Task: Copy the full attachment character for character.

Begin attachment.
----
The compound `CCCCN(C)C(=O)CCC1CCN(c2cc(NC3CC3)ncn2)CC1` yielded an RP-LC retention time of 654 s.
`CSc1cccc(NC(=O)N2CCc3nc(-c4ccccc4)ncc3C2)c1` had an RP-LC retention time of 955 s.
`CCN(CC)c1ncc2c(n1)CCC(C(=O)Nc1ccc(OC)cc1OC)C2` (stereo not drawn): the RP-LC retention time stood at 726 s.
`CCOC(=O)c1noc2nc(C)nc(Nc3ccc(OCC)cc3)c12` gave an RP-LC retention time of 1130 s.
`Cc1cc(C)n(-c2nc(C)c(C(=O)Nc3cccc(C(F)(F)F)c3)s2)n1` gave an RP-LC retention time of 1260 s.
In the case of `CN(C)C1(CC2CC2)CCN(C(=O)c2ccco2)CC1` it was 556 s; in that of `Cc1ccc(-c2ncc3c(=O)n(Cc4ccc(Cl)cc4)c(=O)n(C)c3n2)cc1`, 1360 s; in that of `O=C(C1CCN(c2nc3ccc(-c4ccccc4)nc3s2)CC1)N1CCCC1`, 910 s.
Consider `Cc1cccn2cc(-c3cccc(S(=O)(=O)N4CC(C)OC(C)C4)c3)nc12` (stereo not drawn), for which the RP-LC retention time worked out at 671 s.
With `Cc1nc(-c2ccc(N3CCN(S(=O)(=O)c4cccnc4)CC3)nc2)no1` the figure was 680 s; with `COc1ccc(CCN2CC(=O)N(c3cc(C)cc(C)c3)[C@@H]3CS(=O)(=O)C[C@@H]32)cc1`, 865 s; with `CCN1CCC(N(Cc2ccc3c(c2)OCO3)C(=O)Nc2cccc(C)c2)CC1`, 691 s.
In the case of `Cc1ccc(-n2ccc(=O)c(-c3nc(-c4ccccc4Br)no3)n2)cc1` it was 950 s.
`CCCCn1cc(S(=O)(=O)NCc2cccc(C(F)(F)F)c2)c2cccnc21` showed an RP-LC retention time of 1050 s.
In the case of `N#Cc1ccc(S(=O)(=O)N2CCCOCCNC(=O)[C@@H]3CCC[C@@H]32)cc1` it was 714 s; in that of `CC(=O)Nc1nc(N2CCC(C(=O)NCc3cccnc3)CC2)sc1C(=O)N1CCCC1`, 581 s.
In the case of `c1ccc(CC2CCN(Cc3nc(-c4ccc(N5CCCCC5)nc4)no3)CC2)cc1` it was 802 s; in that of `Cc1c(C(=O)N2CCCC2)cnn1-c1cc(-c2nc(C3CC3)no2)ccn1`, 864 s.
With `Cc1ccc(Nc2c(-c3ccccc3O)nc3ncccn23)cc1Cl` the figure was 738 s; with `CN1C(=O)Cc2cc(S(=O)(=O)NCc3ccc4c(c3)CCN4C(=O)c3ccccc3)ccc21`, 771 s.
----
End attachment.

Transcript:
The compound `CCCCN(C)C(=O)CCC1CCN(c2cc(NC3CC3)ncn2)CC1` yielded an RP-LC retention time of 654 s.
`CSc1cccc(NC(=O)N2CCc3nc(-c4ccccc4)ncc3C2)c1` had an RP-LC retention time of 955 s.
`CCN(CC)c1ncc2c(n1)CCC(C(=O)Nc1ccc(OC)cc1OC)C2` (stereo not drawn): the RP-LC retention time stood at 726 s.
`CCOC(=O)c1noc2nc(C)nc(Nc3ccc(OCC)cc3)c12` gave an RP-LC retention time of 1130 s.
`Cc1cc(C)n(-c2nc(C)c(C(=O)Nc3cccc(C(F)(F)F)c3)s2)n1` gave an RP-LC retention time of 1260 s.
In the case of `CN(C)C1(CC2CC2)CCN(C(=O)c2ccco2)CC1` it was 556 s; in that of `Cc1ccc(-c2ncc3c(=O)n(Cc4ccc(Cl)cc4)c(=O)n(C)c3n2)cc1`, 1360 s; in that of `O=C(C1CCN(c2nc3ccc(-c4ccccc4)nc3s2)CC1)N1CCCC1`, 910 s.
Consider `Cc1cccn2cc(-c3cccc(S(=O)(=O)N4CC(C)OC(C)C4)c3)nc12` (stereo not drawn), for which the RP-LC retention time worked out at 671 s.
With `Cc1nc(-c2ccc(N3CCN(S(=O)(=O)c4cccnc4)CC3)nc2)no1` the figure was 680 s; with `COc1ccc(CCN2CC(=O)N(c3cc(C)cc(C)c3)[C@@H]3CS(=O)(=O)C[C@@H]32)cc1`, 865 s; with `CCN1CCC(N(Cc2ccc3c(c2)OCO3)C(=O)Nc2cccc(C)c2)CC1`, 691 s.
In the case of `Cc1ccc(-n2ccc(=O)c(-c3nc(-c4ccccc4Br)no3)n2)cc1` it was 950 s.
`CCCCn1cc(S(=O)(=O)NCc2cccc(C(F)(F)F)c2)c2cccnc21` showed an RP-LC retention time of 1050 s.
In the case of `N#Cc1ccc(S(=O)(=O)N2CCCOCCNC(=O)[C@@H]3CCC[C@@H]32)cc1` it was 714 s; in that of `CC(=O)Nc1nc(N2CCC(C(=O)NCc3cccnc3)CC2)sc1C(=O)N1CCCC1`, 581 s.
In the case of `c1ccc(CC2CCN(Cc3nc(-c4ccc(N5CCCCC5)nc4)no3)CC2)cc1` it was 802 s; in that of `Cc1c(C(=O)N2CCCC2)cnn1-c1cc(-c2nc(C3CC3)no2)ccn1`, 864 s.
With `Cc1ccc(Nc2c(-c3ccccc3O)nc3ncccn23)cc1Cl` the figure was 738 s; with `CN1C(=O)Cc2cc(S(=O)(=O)NCc3ccc4c(c3)CCN4C(=O)c3ccccc3)ccc21`, 771 s.